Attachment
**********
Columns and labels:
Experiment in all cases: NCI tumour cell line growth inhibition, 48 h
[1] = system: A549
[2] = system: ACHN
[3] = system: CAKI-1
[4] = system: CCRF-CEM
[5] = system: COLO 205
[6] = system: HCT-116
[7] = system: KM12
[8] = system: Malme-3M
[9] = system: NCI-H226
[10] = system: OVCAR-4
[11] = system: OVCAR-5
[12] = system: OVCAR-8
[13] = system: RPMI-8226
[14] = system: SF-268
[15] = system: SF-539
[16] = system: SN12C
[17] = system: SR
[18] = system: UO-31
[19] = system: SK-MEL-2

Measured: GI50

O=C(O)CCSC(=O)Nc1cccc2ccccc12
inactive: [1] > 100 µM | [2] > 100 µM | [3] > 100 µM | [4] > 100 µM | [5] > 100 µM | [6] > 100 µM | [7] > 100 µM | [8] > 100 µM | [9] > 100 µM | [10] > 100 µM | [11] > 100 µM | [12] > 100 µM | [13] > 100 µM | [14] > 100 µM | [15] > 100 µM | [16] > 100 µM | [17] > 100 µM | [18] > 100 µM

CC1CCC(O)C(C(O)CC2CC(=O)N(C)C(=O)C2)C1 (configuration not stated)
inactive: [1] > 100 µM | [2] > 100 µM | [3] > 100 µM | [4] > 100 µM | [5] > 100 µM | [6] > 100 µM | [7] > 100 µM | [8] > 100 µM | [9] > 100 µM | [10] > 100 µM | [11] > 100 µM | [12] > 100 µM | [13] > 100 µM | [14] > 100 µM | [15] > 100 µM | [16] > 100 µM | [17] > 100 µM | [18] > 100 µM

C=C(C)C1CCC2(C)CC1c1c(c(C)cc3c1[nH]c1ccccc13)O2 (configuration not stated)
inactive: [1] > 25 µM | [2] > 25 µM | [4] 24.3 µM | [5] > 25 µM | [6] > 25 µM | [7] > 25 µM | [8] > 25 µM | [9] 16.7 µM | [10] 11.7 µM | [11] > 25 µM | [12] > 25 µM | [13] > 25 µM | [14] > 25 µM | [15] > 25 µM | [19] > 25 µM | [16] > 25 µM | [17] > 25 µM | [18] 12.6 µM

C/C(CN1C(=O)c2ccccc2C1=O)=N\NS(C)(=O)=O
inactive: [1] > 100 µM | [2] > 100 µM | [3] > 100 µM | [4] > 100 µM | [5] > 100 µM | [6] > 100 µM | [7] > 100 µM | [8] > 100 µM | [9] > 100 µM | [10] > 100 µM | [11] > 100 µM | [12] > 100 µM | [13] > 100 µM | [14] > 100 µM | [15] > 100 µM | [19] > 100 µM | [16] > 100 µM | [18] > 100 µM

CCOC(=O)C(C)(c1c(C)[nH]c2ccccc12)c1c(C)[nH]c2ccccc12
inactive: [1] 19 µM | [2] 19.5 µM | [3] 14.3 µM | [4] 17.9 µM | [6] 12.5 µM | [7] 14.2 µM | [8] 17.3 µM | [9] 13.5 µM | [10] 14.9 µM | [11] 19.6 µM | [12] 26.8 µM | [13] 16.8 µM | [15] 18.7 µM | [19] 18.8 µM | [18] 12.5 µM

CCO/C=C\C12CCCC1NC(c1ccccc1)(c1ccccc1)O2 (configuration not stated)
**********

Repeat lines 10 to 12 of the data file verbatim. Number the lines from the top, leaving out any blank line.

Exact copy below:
[8] = system: Malme-3M
[9] = system: NCI-H226
[10] = system: OVCAR-4